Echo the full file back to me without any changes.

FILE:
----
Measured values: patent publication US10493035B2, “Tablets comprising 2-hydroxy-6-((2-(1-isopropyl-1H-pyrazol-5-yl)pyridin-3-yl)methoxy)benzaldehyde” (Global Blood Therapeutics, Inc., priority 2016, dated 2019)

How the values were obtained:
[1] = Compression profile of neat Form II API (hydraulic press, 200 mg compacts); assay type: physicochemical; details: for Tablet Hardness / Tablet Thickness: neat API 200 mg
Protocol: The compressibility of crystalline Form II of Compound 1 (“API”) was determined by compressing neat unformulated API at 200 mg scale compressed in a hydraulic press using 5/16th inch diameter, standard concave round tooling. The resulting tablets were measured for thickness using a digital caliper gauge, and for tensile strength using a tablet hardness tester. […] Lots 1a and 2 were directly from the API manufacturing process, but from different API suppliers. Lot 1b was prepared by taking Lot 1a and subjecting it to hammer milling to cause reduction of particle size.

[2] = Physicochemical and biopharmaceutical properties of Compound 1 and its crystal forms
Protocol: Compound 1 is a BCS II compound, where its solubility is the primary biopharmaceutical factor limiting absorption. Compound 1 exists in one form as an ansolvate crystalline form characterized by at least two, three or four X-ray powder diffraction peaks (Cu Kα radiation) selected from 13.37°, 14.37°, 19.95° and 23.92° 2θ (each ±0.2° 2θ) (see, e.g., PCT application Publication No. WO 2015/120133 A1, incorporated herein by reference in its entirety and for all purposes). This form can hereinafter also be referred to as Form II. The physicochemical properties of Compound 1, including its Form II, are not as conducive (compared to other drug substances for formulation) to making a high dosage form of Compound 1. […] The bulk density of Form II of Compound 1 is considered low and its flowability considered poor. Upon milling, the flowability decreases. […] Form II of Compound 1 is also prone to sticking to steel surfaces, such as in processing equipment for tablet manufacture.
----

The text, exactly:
Measured values: patent publication US10493035B2, “Tablets comprising 2-hydroxy-6-((2-(1-isopropyl-1H-pyrazol-5-yl)pyridin-3-yl)methoxy)benzaldehyde” (Global Blood Therapeutics, Inc., priority 2016, dated 2019)

How the values were obtained:
[1] = Compression profile of neat Form II API (hydraulic press, 200 mg compacts); assay type: physicochemical; details: for Tablet Hardness / Tablet Thickness: neat API 200 mg
Protocol: The compressibility of crystalline Form II of Compound 1 (“API”) was determined by compressing neat unformulated API at 200 mg scale compressed in a hydraulic press using 5/16th inch diameter, standard concave round tooling. The resulting tablets were measured for thickness using a digital caliper gauge, and for tensile strength using a tablet hardness tester. […] Lots 1a and 2 were directly from the API manufacturing process, but from different API suppliers. Lot 1b was prepared by taking Lot 1a and subjecting it to hammer milling to cause reduction of particle size.

[2] = Physicochemical and biopharmaceutical properties of Compound 1 and its crystal forms
Protocol: Compound 1 is a BCS II compound, where its solubility is the primary biopharmaceutical factor limiting absorption. Compound 1 exists in one form as an ansolvate crystalline form characterized by at least two, three or four X-ray powder diffraction peaks (Cu Kα radiation) selected from 13.37°, 14.37°, 19.95° and 23.92° 2θ (each ±0.2° 2θ) (see, e.g., PCT application Publication No. WO 2015/120133 A1, incorporated herein by reference in its entirety and for all purposes). This form can hereinafter also be referred to as Form II. The physicochemical properties of Compound 1, including its Form II, are not as conducive (compared to other drug substances for formulation) to making a high dosage form of Compound 1. […] The bulk density of Form II of Compound 1 is considered low and its flowability considered poor. Upon milling, the flowability decreases. […] Form II of Compound 1 is also prone to sticking to steel surfaces, such as in processing equipment for tablet manufacture.